Urban Gardening Adventures: Create Your Own Cacti Garden

Urban Gardening Adventures: Create Your Own Cacti Garden

Gardening comrades, help us in sparking an urban gardening revolution! From streets to rooftops, GardenTags and the RHS are on a mission to Green Grey Britain. 

Urban Gardening Adventures - Kyle Leonard

Kyle Leonard is an urban gardener from Salford. He loves experimenting with succulents, cacti and anything else he can find the room to grow. You may also recognise Kyle as the founder of the infamous 2016 GardenTags seed swap. Read on for more of Kyles Urban Gardening Adventures…

Urban Gardening Adventures Vol. 3
Create Your own Cacti Garden

Hello! So you want to create a cacti garden for your home? You’ve come to the right place! In this blog, I will provide some key considerations when thinking about creating a cacti garden which will last for years and always look fantastic.

So grab a pen and jot down some notes to take with you to the garden centre.

Urban Gardening Adventures - Kyle Leonard - Cacti Garden

We begin with seed. I always like to go with a mixed variety, which can be found online or in most garden centres. You never know what you’re going to get, as Forrest Gump once said – or something to that effect. But be warned, cacti seeds can take years before they mature –  you’ll need a lot of patience. If you don’t have patience, skip this step and go straight to the pot selecting element below, but for this you’ll need to substitute seed with mature cacti/succulents.

Download the GardenTags app to follow Kyle Leonard

First of all, I find something I can use with a lid – a plastic takeaway container (cleaned) is always a winner. Pierce holes into the bottom and add some cacti compost to the container, adding extra sharp sand if you wish. Place the container on something which can hold water and act as a reservoir. Whenever I spread my cacti seeds, I am quite liberal – I don’t really have a technique apart from scattering them and where they fall, they will hopefully germinate. After sowing, I put the lid tightly back onto the takeaway container to lock in all the moisture.

It should take a few weeks to over a month before you see any sign of life, but remember as they’re a mixed variety they’ll have different germination times so don’t worry if you only have a few at this point.

Urban Gardening Adventures - Cacti Garden Header

In a few months time your cacti will be ready to transport to a bigger pot so you’ll need to get this ready. This is where you can really express yourself and add your personalised, one-off touch to your home – no one else in the world will have an exact replica of your garden, which makes it a bit more special.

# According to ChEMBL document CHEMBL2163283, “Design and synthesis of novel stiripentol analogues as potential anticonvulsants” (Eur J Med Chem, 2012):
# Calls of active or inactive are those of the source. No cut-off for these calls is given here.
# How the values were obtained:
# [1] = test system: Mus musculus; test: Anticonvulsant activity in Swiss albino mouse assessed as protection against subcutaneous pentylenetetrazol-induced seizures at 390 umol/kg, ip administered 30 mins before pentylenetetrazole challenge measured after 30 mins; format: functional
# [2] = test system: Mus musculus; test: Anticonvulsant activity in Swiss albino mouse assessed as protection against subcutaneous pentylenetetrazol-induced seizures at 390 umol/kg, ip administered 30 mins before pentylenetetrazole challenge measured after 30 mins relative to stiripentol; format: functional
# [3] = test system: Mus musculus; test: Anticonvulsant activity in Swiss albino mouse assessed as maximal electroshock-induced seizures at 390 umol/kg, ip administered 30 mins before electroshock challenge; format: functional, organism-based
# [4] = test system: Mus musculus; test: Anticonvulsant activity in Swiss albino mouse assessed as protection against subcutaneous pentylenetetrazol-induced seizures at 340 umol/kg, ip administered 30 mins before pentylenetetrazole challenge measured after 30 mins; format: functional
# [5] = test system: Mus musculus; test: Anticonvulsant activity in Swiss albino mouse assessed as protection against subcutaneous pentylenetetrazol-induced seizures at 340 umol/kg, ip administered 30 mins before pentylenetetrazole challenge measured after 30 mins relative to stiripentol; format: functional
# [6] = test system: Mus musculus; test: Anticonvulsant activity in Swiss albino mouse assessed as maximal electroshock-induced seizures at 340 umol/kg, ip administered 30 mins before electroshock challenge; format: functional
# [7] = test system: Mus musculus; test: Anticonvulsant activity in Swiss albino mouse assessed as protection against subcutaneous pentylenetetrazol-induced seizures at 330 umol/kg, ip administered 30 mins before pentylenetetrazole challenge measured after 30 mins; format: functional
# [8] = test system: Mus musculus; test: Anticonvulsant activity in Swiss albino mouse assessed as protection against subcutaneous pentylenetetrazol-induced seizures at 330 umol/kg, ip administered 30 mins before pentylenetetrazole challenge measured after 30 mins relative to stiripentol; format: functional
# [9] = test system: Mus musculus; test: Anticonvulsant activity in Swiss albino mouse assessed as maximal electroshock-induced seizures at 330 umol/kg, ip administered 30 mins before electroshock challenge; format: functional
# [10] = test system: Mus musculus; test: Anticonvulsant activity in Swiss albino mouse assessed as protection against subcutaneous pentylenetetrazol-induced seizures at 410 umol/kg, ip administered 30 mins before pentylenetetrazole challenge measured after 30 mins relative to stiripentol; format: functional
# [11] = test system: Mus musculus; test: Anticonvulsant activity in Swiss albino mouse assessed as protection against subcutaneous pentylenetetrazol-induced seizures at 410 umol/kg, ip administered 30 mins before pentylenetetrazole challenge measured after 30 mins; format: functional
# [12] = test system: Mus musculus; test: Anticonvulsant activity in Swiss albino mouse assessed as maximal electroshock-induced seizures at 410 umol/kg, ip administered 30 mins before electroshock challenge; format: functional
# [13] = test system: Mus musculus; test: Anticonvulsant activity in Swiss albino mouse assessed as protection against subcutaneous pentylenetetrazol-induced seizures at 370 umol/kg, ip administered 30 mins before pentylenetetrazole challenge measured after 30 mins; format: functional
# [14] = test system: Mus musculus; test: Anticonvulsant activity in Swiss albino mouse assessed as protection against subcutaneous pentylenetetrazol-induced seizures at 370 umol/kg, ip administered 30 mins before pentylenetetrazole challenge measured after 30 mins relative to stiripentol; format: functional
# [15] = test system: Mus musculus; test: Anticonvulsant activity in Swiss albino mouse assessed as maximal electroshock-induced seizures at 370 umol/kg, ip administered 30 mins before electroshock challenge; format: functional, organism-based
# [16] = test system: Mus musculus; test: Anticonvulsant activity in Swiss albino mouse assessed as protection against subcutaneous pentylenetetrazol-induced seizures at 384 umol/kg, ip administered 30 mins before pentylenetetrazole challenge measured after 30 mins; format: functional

All you need to remember is that it needs to last years and be able to home your cacti. The best materials I have found are glass, clay, stone, porcelain and in some cases metal. You will need to ensure there’s enough drainage holes at the bottom – you don’t want to water-log your cacti! So if you opt for a glass dish, you will need to carefully drill holes into the bottom. For my first cacti garden, I went with an old slow cooker lid, which had a ready made hole on the bottom once I removed the handle.

SEE MORE: Urban Gardening Adventures – An Introduction

Once your pot is chosen and has sufficient drainage holes, you need to start thinking about what potting medium you want to use. I like to use a sandy cacti compost, with added sharp sand to help with drainage. Ensure you water your compost before transportation of the cacti – this will give you an indication if you need to add anything extra.

When adding your very small cacti to your garden, use a small stick to gently tease underneath the plant – to not damage the roots or the plant itself. Create a hole big enough for the cacti in your garden and slowly place it in, using your finger to firm up round the base, this fills any voids or air pockets around the roots. At this stage I like to mix in a little sharp sand around the base of the cacti.

Urban Gardening Adventures - Kyle Leonard - Cacti Garden

You can decorate your garden as you wish – but in my non-expert opinion, I like to add small stones as it adds a desert feel to the whole setup and looks natural. Wood can also look good, but will rot down over time. You can buy little fairy houses, benches, windmills online the list is never-ending.

Fast forward 2-3 years and I hope you have yourself a great looking cacti garden, which you can be proud of because you made it yourself.


Check back for more Urban Gardening Adventures from @KyleLeonard


Here’s the official disclaimer bit…The views, opinions and positions expressed within these guest posts are those of the author alone and do not represent those of GardenTags. The accuracy, completeness and validity of any statements made within this guest blog post are not guaranteed. We accept no liability for any errors, omissions or representations

Follow Kyle Leonard on Flickr